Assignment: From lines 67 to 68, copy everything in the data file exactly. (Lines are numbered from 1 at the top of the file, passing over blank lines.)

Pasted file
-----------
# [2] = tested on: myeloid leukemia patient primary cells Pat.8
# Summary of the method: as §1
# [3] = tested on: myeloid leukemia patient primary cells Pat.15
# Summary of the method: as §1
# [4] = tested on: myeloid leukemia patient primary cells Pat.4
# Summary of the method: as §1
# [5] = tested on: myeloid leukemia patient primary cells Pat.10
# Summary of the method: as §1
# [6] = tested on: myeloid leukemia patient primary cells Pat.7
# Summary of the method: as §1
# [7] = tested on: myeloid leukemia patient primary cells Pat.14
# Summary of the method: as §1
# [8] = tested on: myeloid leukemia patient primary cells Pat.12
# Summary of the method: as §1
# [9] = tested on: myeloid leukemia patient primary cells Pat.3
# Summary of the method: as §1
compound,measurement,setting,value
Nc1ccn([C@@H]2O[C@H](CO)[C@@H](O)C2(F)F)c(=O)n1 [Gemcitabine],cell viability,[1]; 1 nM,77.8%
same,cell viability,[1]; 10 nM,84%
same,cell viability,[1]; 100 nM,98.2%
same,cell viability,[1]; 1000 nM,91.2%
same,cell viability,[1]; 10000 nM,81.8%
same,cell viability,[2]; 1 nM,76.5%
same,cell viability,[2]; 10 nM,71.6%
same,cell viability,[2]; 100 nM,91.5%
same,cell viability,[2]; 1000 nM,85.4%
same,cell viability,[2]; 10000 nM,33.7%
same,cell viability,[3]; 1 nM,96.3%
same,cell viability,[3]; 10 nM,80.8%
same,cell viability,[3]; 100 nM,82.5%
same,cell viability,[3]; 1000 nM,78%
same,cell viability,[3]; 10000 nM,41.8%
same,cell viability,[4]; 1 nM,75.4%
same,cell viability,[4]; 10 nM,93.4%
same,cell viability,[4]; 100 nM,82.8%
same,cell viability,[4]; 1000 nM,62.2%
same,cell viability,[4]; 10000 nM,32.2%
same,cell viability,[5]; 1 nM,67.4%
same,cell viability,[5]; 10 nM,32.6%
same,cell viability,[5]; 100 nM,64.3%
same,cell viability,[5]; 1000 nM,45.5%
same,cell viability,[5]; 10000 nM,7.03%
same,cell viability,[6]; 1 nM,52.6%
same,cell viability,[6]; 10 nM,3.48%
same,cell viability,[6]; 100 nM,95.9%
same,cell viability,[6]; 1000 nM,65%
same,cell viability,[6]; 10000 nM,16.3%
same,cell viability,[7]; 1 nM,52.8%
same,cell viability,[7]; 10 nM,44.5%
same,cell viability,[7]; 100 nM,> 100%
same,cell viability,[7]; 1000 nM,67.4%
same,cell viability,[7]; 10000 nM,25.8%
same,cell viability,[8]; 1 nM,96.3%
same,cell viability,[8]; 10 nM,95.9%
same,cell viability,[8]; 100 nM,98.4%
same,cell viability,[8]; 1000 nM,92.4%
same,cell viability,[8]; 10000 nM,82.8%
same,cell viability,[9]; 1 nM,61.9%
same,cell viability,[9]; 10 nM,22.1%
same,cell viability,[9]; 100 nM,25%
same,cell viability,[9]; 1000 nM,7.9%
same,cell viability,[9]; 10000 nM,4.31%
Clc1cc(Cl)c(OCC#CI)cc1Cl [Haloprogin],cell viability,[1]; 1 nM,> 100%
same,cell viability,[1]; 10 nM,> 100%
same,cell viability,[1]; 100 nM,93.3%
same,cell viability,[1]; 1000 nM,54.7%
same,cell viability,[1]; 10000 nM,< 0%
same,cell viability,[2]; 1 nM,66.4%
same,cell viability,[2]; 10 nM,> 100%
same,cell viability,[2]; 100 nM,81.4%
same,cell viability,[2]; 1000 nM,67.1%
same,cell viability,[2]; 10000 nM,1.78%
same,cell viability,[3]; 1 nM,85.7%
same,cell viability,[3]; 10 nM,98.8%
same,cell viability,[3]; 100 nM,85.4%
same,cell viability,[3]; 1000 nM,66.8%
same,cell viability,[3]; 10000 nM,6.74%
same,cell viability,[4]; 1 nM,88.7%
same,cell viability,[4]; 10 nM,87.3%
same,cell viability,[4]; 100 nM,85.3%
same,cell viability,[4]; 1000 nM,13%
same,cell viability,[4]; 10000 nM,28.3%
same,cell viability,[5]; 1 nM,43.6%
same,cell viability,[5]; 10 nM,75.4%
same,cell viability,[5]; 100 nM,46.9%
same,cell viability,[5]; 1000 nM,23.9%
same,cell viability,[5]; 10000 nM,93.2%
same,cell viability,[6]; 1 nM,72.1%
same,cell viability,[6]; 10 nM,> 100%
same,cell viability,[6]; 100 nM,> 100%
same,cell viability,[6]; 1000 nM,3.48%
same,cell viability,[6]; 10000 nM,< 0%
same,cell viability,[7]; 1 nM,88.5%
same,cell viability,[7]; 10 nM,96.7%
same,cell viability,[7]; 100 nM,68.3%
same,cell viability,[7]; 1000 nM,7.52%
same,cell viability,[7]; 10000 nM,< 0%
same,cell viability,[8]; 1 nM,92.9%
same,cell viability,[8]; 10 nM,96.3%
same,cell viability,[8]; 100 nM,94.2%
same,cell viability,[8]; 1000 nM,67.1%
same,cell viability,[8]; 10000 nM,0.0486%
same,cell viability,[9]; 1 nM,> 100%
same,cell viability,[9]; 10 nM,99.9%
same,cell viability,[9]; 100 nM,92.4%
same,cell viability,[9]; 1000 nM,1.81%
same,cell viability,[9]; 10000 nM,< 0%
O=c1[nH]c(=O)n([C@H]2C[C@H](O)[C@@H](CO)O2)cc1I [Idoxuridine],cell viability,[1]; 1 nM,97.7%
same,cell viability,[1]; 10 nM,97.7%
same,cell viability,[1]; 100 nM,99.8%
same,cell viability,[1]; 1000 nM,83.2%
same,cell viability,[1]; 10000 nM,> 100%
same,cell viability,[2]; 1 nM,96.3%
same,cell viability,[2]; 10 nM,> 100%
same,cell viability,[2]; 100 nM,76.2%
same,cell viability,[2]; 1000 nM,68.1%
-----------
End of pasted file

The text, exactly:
same,cell viability,[1]; 10000 nM,< 0%
same,cell viability,[2]; 1 nM,66.4%